Home Coming

This is a poem by Lilly M. Sharp.

Sharp Family Reunion in 1931. Lilly M. Sharp is in the back seated row, third from the left.

“Home Coming”

I’m feeling quite elated

With the prospect in view;

For a real good time for everyone,

That will come and join our crew.

There’ll be lots of nice singing

and recitation with a vim,

It will be a joyful day,

For those that will join in.

There’s always plenty cooked

For the crowd that always comes

And every one enjoys it,

From Grandma to the sons.

There you meet old friends

That you haven’t seen for years;

There’ll be joy and laughter,

Mingled with your tears.

How we enjoy old comrads,

Coming many miles to see;

Their chums they loved in childhood

That means all you and me.

We know not how long,

The privilege we will have;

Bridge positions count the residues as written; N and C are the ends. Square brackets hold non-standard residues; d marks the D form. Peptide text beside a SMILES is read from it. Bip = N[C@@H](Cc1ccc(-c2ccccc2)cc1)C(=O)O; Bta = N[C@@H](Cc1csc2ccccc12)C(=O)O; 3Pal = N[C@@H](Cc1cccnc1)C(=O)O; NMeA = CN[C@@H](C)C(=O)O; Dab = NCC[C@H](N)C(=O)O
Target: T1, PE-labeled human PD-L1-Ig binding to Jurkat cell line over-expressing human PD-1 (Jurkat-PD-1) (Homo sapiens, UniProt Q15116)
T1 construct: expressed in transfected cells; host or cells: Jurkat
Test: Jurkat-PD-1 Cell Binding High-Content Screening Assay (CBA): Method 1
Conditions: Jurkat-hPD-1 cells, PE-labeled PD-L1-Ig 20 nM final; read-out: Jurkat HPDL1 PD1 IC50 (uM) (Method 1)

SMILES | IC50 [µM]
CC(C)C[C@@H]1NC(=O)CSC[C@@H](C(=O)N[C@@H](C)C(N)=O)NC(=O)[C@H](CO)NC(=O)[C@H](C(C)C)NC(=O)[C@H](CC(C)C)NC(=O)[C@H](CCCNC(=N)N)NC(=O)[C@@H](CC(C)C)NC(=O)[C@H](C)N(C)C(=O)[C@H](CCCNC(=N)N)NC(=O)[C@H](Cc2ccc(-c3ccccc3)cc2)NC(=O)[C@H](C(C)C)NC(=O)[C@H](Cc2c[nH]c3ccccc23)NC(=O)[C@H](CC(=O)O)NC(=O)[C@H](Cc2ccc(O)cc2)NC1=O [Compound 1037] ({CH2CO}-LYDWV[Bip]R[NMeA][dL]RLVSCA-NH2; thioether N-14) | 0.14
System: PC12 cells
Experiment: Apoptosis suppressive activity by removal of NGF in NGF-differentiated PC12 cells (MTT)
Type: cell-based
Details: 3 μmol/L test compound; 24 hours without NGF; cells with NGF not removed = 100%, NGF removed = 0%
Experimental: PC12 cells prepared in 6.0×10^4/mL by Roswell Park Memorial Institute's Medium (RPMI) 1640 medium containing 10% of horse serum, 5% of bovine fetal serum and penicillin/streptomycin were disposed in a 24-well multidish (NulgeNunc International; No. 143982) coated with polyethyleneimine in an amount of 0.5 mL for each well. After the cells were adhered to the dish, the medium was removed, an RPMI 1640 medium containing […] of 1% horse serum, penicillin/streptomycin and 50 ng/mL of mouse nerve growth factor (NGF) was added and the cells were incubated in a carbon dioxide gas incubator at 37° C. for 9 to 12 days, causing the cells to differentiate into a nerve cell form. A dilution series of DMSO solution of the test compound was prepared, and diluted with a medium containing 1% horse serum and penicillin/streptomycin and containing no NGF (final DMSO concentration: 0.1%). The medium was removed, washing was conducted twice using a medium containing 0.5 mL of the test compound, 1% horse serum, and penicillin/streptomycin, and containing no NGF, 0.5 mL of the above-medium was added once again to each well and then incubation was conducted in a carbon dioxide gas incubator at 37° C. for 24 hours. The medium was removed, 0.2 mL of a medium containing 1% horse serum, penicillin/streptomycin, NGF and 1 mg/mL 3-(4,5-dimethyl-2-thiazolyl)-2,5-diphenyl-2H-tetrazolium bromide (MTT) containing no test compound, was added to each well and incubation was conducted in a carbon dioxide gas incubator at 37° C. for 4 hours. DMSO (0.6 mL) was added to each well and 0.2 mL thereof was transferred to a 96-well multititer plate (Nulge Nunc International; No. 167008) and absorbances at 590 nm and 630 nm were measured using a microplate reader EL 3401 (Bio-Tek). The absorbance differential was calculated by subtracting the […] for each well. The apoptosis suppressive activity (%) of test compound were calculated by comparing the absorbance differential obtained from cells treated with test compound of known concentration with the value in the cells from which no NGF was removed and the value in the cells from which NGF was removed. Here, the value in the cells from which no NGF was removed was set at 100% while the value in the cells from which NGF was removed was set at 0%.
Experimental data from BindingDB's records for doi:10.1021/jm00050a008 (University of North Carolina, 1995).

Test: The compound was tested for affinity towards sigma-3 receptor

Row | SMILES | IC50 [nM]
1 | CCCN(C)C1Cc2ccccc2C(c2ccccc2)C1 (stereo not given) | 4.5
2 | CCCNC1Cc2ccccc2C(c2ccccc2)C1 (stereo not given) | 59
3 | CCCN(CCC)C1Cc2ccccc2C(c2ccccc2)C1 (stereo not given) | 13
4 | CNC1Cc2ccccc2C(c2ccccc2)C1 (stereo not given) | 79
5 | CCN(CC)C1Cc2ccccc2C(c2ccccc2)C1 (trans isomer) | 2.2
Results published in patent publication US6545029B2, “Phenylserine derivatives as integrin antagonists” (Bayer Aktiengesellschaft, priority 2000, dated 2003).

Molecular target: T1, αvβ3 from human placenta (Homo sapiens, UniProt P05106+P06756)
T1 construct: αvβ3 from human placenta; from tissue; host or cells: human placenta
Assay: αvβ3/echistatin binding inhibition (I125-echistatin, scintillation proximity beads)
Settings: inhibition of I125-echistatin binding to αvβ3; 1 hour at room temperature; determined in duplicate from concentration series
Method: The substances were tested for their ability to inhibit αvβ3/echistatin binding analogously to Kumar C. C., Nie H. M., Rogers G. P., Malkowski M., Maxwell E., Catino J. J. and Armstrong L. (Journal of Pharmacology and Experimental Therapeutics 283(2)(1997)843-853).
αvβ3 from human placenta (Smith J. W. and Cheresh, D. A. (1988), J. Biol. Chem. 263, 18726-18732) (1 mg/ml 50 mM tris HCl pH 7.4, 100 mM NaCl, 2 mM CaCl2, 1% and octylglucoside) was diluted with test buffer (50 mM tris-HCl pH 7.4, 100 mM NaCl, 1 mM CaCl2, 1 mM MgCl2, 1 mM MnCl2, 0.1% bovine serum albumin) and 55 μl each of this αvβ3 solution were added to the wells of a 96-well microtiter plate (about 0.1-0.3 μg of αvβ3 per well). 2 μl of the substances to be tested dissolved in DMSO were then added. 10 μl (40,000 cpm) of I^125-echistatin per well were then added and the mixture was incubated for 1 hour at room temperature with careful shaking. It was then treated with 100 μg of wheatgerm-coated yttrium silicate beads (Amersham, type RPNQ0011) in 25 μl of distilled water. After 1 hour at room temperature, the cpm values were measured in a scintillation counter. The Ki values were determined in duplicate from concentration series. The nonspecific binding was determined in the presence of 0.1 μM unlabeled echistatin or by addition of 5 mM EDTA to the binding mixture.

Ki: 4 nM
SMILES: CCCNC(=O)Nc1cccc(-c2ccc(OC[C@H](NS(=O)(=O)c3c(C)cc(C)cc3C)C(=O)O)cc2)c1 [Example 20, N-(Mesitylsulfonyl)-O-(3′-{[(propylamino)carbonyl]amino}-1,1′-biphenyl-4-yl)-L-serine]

To meet our dear old Playmates,

Or shake hands with dear old Dad.

But we must make the best of it

And try to do whats right;

Have a smile for every-one

Try and make their troubles light.

This big time I’ve been speaking of

I’d like you all to know;

Is on the 17th of March

And I hope that you’ll all go.

Now that all must know

That its taken lots of work;

To get this big time up

And there has been no shirk.

I think the least that we can do

Is to give to all three cheers;

That has helped to make it a success

For so many many years.

This is another poem, unnamed, written by Lilly.

Oh be not the first to discover,

A blog on the fame of a friend

A flaw in the case of another;

Whose heart may prove true to the end

A smile or a sigh may awaken,

Suspicion most false and undue,

And thus our belief may be shaken

In hearts that are honest and true.

How often the bright smile of gladness

Is worn by the friends that we meet,

To cover a heart full of sadness,

To proud to acknowledge defeat,

How often the sign of dejection

Is heaved from the hypocrites breast;

To parody truth and affection,

A lull a suspicion to rest.

Chorus

We none of us know one another

And oft into error my fall;

So let us speak well of our brother,

Or speak not about him at all.

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